The ultimate goal of the NATO mission in Afghanistan is for the Afghans to take the lead, with NATO troops transitioning to a support role, says a spokesperson for the international organization.
James Appathurai discussed the NATO position after Liberal Leader Stephane Dion and deputy leader Michael Ignatieff visited the war-torn nation and called for Canada to stay on beyond February 2009 when the mission is scheduled to end, but in a non-combat role.
"I think actually we all agree on the end state -- NATO and I think probably the political parties here too -- and that's transition," Appathurai, a Canadian, told CTV's Canada AM on Monday.
"We want to move to a phase where the Afghans are in the lead and we provide support, training, close air support, emergency support but let them do the frontline fighting. It's a question of when."
A question of when is clearly the caveat, but the basic approach is entirely consistent with the Liberals position. The thrust of the Liberal argument, troops must "transition" to a training and support role, a recognition that the ultimate security situation can only be resolved when the indigenous force demonstrates capability. Appathurai clearly recognizes the end game, which insulates the Liberal position from the obvious Conservative criticisms.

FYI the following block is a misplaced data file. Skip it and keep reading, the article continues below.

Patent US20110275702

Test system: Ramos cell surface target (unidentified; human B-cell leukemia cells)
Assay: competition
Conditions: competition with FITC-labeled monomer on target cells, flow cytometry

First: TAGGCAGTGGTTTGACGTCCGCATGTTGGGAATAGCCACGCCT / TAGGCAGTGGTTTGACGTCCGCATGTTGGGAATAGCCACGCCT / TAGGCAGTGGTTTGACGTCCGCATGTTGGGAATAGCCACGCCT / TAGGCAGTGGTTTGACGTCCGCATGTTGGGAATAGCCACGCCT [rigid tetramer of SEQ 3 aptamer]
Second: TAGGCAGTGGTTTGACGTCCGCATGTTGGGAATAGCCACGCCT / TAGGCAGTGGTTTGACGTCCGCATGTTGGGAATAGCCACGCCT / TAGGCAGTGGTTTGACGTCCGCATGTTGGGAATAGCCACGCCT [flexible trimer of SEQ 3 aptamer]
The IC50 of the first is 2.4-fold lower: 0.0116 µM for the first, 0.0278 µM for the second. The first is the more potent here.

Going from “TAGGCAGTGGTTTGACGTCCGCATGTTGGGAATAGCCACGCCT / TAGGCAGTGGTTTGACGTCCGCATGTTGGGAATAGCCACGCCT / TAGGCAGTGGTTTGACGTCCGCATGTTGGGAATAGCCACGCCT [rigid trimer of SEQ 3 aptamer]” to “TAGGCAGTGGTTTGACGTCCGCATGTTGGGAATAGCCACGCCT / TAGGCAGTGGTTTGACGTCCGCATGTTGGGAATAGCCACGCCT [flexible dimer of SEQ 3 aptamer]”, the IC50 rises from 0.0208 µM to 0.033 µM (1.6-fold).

The only point that might be in conflict, just how long NATO troops need to remain in their current role. Appathurai hedges on a specific date for the next phase, whereas the Liberals are firm. That said, if NATO is really a collection, then the Liberals can argue our role should be advancing the next phase. Canada's participation will focus on ensuring that the Afghan forces are prepared to act with unanimity. You don't just stop combat one day, then move everything over to training, it is a progression, and Canada can focus on the ultimate "transition".
The Liberals have carved a niche, which will be acceptable to Canadians, who have conflicting views about our participation. We have honored our military commitment, now Canada will focus on progress towards the ultimate goal, under the NATO umbrella, as part of a consistent strategy. Sounds like a winner from here.